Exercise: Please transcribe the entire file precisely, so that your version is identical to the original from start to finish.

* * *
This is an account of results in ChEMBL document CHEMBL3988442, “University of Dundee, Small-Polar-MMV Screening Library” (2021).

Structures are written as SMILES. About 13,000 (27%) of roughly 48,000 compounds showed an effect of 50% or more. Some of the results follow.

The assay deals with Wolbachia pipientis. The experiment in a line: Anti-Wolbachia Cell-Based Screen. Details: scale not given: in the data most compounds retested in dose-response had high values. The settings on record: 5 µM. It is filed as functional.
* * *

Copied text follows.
This is an account of results in ChEMBL document CHEMBL3988442, “University of Dundee, Small-Polar-MMV Screening Library” (2021).

Structures are written as SMILES. About 13,000 (27%) of roughly 48,000 compounds showed an effect of 50% or more. Some of the results follow.

The assay deals with Wolbachia pipientis. The experiment in a line: Anti-Wolbachia Cell-Based Screen. Details: scale not given: in the data most compounds retested in dose-response had high values. The settings on record: 5 µM. It is filed as functional.